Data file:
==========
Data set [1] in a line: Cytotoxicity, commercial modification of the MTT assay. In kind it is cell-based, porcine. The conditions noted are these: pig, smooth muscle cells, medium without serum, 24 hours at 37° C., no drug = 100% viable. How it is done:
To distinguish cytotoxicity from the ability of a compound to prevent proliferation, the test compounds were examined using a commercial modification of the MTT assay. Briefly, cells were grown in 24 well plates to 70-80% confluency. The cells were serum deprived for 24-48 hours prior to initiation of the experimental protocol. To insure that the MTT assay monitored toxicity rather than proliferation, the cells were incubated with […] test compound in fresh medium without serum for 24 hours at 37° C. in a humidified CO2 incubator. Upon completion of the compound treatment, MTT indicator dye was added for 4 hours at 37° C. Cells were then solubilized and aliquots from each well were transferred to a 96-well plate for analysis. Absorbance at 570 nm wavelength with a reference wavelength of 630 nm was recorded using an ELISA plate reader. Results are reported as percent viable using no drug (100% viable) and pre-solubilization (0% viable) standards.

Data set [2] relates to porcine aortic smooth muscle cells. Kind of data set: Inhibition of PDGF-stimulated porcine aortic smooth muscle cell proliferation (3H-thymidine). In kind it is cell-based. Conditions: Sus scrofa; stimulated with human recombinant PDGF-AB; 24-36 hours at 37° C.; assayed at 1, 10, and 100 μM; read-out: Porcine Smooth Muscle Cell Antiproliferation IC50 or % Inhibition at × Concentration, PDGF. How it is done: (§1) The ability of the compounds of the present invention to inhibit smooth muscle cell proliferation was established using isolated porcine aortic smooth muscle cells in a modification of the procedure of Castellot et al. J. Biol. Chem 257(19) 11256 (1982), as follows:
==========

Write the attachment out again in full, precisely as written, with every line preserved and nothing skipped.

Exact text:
Data set [1] in a line: Cytotoxicity, commercial modification of the MTT assay. In kind it is cell-based, porcine. The conditions noted are these: pig, smooth muscle cells, medium without serum, 24 hours at 37° C., no drug = 100% viable. How it is done:
To distinguish cytotoxicity from the ability of a compound to prevent proliferation, the test compounds were examined using a commercial modification of the MTT assay. Briefly, cells were grown in 24 well plates to 70-80% confluency. The cells were serum deprived for 24-48 hours prior to initiation of the experimental protocol. To insure that the MTT assay monitored toxicity rather than proliferation, the cells were incubated with […] test compound in fresh medium without serum for 24 hours at 37° C. in a humidified CO2 incubator. Upon completion of the compound treatment, MTT indicator dye was added for 4 hours at 37° C. Cells were then solubilized and aliquots from each well were transferred to a 96-well plate for analysis. Absorbance at 570 nm wavelength with a reference wavelength of 630 nm was recorded using an ELISA plate reader. Results are reported as percent viable using no drug (100% viable) and pre-solubilization (0% viable) standards.

Data set [2] relates to porcine aortic smooth muscle cells. Kind of data set: Inhibition of PDGF-stimulated porcine aortic smooth muscle cell proliferation (3H-thymidine). In kind it is cell-based. Conditions: Sus scrofa; stimulated with human recombinant PDGF-AB; 24-36 hours at 37° C.; assayed at 1, 10, and 100 μM; read-out: Porcine Smooth Muscle Cell Antiproliferation IC50 or % Inhibition at × Concentration, PDGF. How it is done: (§1) The ability of the compounds of the present invention to inhibit smooth muscle cell proliferation was established using isolated porcine aortic smooth muscle cells in a modification of the procedure of Castellot et al. J. Biol. Chem 257(19) 11256 (1982), as follows: